If you're on, say, a free Spotify tier, I'm pretty sure that Spotify can suspend your account if they want to, and you don't really have much rights or say in the matter. Or they can decide to remove the free service and require everyone to pay a subscription or go away. I'm not saying they will, but I'm saying they *can*.
Er.. yes - but so what? If you are on a free tier (even not considering that you are not paying anything, which changes the context quite a bit) you have still signed an agreement which includes that your account can be suspended etc etc... In particular, whether or not you are aware of it, you are formally agreeing that you will look at advertisements and not use the platform in a way to eliminate the advertisement part. Which is the usual cause for suspension. Spotify _wants_ you to be there (hopefully so that you convert.. or maybe not, not sure what their business model is this week), so they have zero interest in arbitrarily suspending you. If they do is because they constitute your actions as a breach of contract.
Which you could, in theory, litigate - because a contract its is.. so not powerless, no.
Again, as an analogy in physical terms, a DVD often contain advertising at start and sometime isn't skippable.. but that's what you can buy. You buy what you buy, not what you're thinking of buying.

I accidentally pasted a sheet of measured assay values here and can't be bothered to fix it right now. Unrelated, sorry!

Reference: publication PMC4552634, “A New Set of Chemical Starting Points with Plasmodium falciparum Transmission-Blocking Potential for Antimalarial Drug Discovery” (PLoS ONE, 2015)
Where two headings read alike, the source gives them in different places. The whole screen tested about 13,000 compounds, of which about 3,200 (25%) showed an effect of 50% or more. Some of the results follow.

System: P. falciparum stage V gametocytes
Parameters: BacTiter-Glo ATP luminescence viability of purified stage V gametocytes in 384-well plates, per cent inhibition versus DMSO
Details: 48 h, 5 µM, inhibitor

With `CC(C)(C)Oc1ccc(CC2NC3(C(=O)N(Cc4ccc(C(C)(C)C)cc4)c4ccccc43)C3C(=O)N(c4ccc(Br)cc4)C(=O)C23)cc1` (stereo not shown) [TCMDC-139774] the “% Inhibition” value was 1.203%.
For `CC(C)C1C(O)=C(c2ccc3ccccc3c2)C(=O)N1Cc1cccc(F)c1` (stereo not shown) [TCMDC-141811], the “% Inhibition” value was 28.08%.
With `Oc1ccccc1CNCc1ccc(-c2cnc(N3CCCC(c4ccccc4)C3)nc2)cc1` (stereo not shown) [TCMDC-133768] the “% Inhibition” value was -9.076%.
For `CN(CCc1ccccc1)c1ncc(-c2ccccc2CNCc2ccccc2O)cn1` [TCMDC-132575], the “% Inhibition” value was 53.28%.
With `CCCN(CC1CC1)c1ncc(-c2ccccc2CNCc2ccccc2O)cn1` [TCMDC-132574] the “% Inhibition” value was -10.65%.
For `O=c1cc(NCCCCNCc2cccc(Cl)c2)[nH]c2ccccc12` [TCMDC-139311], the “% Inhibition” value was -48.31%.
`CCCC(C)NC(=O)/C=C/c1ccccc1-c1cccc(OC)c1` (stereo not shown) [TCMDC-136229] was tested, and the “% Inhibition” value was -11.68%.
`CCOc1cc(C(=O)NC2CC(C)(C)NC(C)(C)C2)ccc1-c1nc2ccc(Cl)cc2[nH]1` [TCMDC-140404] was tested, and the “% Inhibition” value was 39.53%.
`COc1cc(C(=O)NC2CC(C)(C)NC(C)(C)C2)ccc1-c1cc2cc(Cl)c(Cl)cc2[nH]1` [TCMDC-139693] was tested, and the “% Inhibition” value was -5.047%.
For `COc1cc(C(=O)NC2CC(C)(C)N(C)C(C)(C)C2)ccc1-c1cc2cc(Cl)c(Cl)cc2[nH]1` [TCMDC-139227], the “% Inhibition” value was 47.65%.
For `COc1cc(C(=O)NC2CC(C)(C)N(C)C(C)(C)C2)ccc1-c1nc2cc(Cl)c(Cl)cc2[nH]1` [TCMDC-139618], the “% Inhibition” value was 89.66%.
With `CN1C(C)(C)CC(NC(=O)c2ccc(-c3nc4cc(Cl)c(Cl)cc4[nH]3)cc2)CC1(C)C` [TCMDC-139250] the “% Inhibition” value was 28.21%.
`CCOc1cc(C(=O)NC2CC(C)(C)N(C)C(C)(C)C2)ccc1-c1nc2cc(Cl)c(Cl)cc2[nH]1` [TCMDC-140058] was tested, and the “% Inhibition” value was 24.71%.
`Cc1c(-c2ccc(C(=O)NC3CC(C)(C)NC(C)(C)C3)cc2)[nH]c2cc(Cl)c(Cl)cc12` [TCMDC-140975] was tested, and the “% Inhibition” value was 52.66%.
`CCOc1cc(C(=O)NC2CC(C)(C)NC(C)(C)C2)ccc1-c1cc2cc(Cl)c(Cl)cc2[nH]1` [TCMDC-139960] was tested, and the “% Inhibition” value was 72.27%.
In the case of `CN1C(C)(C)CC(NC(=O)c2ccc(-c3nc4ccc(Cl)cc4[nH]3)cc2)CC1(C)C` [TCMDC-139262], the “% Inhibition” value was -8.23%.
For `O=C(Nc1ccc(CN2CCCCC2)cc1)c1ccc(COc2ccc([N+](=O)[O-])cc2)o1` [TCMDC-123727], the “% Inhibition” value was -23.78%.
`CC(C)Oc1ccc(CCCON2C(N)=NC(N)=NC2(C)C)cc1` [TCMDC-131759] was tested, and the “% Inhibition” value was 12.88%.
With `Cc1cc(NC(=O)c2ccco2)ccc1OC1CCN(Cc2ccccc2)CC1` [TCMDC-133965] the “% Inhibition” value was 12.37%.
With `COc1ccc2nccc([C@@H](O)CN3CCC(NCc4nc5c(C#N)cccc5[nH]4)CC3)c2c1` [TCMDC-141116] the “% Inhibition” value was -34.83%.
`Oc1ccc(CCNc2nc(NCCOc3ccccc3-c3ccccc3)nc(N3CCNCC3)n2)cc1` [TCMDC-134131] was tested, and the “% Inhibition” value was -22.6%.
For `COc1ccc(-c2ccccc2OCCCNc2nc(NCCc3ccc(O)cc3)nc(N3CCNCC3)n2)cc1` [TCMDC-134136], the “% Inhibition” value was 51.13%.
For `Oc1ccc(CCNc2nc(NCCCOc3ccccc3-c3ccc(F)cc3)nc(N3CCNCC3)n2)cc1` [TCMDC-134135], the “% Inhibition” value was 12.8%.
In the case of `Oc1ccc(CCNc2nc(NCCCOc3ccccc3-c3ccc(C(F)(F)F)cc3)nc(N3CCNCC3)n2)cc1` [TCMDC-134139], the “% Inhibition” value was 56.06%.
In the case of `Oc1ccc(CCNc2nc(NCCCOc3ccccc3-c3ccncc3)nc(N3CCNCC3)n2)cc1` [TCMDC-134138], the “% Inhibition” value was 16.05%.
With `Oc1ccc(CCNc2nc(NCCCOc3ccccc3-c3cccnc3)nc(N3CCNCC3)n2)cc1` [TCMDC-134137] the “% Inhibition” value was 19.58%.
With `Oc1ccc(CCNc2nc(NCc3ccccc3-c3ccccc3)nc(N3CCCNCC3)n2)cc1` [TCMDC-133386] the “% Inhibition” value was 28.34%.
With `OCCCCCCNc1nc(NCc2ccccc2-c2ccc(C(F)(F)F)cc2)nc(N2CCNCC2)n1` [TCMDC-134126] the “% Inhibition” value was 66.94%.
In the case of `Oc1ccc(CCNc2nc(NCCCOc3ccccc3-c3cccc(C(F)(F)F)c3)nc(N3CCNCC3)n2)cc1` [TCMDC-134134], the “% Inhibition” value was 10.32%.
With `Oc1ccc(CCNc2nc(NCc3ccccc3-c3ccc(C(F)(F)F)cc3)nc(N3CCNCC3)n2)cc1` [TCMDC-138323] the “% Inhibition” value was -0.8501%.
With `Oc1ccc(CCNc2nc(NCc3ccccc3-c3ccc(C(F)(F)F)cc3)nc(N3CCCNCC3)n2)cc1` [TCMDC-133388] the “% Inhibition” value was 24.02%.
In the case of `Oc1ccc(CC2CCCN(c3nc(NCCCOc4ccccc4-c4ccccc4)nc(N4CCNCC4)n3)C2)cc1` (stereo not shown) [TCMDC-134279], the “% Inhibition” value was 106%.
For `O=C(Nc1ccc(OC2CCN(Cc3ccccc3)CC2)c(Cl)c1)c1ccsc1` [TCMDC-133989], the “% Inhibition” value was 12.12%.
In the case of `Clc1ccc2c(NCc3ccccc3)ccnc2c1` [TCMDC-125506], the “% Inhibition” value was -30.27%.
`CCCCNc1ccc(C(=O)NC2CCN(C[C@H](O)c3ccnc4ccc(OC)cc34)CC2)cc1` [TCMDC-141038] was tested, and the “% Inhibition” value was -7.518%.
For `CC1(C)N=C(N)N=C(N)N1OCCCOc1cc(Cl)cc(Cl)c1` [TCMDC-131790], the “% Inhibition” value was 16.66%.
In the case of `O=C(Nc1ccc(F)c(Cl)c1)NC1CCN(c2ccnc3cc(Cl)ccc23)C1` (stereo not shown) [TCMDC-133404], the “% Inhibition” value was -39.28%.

I didn't say they were irrelevant, I said "forget them for now", meaning I didn't want to go into a long legal debate about definitions of terms (also: not a lawyer).
Yeah, I made that comment because it seems fairly common to me that most people are unwilling to go enough in the details. It's not about being a lawyer or not, but be willing to look at the complexity. The only things that practically matter in these kinds of "fairer environment" discussions are the "legal" ones. Don't need to be a lawyer but things aren't simple and common sense - as a musician - gets you shafted. That's the world we live in. And incidentally why lawyers make way more money than musicians :D
I don't think the specific contract is the point. The point I made was that in these cases, someone else is calling the shots, and I cannot depend that the media I'm enjoying now I will be able to continue to enjoy in the future, because someone else controls my access to it - unlike my own content. That's it.
Someone's calling the shots because you - as a buyer - have agreed to that.
You seem to construct that as a kind of oppression (apologies if I am mistaken) but it's not.
I'm not saying streaming services are bad, aren't useful, or whatever. I'm just calling out the poster above who basically equated access on a streaming service to ownership, and why this is not, as I see it, in real practical terms, the case.
As I wrote above, in the context in subject, it seems pretty plain that streaming and ownership are similar enough. It's simple looking at facts that apply in the context and reaching a logical conclusion - not necessarily my preference (I am not invested in neither streaming or CDs, nor have particular liking for any or care for them at all - I just like to make and listen to music).